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Topical steroids are one of the first treatment options for people whose psoriasis covers only a small amount of their body.
What are topical steroids?
The term ‘topical steroids’ refers to steroid medication that is put on the skin. Topical steroids are known as ‘corticosteroids’; an artificial version of hormones that are made inside the body. Their main job when applied to the skin is to reduce skin inflammation and irritation.
Corticosteroids are not the same as steroids you may hear of being used illegally by some athletes and body builders (anabolic steroids), and will have no effect on muscle growth or development.
Topical steroids can come in different formulations, including cream, ointment, foam or gel.
When should topical steroids be used?
Topical steroids are one of the first treatment options for most people with psoriasis. They are most appropriate for people whose psoriasis covers only a small amount of their body, and should not be used on more widespread psoriasis.
Topical steroids may be used separately, or in combination with topical vitamin D treatments. It is recommended that a review appointment is arranged four weeks after starting any new topical treatment (two weeks for children), so that your doctor can assess what the results of the treatment are so far, and to check if you need any help with using the treatment.
Topical steroids can also be used to treat psoriasis in sensitive areas such as the face, genitals and skin folds. Less potent steroids (such as mild or moderately potent) are usually used in the sensitive areas, and for a shorter length of time (ie. two weeks rather than four).
Some mild steroids are available to buy without a prescription, however it is always a good idea to speak to a doctor or pharmacist before using them.
Types of topical steroid
There are lots of different topical steroids available, and some might be combined with other ingredients such as antifungals, antibiotics, or vitamin D. Topical steroids are categorised by their strength, which is referred to as ‘potency’. Below are some examples of topical steroids and there potencies (many more are available):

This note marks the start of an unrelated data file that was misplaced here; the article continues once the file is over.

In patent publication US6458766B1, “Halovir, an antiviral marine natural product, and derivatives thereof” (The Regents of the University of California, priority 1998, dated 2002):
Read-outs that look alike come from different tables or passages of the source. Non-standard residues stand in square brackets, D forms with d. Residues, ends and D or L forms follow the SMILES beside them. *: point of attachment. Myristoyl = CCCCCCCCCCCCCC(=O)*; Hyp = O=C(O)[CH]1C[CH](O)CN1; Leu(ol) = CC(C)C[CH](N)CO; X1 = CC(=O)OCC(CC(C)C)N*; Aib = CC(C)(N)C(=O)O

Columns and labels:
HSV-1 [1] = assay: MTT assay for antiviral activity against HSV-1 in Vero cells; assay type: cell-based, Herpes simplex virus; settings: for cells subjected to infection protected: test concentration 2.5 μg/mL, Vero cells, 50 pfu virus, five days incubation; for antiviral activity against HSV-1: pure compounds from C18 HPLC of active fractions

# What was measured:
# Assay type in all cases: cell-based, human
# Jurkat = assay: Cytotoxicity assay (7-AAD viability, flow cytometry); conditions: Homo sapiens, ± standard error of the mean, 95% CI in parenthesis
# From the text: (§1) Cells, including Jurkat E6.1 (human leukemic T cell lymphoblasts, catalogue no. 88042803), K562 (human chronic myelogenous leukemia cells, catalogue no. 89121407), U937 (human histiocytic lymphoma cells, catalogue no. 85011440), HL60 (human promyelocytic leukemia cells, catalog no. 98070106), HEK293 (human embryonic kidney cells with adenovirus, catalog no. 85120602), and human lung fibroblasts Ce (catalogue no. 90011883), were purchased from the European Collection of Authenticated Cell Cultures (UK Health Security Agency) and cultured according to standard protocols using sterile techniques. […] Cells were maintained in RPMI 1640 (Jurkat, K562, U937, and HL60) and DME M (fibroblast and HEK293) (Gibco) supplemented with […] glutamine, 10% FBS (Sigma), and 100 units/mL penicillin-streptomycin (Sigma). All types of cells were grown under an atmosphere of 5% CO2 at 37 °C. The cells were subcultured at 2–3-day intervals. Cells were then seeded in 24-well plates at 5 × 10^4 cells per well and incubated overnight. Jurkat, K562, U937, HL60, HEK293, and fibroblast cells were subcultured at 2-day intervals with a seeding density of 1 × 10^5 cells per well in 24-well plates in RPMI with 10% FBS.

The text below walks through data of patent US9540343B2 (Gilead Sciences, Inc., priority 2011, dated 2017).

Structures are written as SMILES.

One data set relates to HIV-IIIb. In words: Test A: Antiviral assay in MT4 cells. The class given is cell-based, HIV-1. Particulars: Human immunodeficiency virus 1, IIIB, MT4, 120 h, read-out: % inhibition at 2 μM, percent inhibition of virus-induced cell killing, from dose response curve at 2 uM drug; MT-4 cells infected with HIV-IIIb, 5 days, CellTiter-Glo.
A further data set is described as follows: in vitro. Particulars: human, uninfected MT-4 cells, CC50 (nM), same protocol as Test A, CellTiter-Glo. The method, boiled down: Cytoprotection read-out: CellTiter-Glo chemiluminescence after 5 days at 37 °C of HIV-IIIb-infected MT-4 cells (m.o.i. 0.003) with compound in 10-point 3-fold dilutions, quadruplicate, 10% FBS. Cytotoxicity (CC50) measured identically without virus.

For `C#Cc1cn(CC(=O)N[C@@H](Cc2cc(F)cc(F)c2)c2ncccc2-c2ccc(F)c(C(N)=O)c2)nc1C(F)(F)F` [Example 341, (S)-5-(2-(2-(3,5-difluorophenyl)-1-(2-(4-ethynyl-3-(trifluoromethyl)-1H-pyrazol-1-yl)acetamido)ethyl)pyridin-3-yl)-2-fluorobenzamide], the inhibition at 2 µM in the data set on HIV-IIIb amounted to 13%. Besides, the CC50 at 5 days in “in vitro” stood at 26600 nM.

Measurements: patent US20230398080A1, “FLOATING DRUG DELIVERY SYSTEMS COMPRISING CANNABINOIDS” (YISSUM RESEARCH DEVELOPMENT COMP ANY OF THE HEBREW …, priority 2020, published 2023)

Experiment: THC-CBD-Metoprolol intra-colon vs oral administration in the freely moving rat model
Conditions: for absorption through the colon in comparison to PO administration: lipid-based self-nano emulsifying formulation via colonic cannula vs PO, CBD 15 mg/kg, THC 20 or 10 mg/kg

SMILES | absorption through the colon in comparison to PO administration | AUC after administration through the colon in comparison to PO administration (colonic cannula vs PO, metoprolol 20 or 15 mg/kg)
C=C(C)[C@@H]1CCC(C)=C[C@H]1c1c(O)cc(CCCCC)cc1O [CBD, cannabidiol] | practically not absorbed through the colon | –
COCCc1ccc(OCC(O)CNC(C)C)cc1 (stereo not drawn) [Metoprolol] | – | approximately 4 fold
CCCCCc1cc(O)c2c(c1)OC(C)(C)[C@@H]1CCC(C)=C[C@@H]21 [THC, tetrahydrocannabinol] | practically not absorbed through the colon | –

- Very Potent topical steroids include; Dermovate, Nerisone Forte, Etrivex.
- Potent topical steroids include; Betnovate, Dovobet, Elocon, Diprosalic and Fucibet, Bettamousse.
- Moderately potent topical steroids include; Alphaderm, Eumovate and Trimovate.
- Mild topical steroids include; Hydrocortisone 0.1-2.5%, Eurax HC cream and Daktacort.
What are the side effects of topical steroids?
If topical steroids are used as instructed in the patient information leaflet, they usually do not cause unwanted side effects. Many of the side effects that you may hear of being associated with corticosteroids are more common to taking them as oral tablets or injections, rather than applying them to the skin.
Topical steroids can sometimes cause burning, stinging, thinning of the skin, and hair growth, but these effects usually disappear after treatment has finished, or can be controlled by using a lower potency steroid. More serious side effects, such as a raise in blood pressure, or drop in calcium levels, are rare and usually only occur if the treatment has not been used properly, or for too long.
The information on this page is also available in our topical steroids information sheet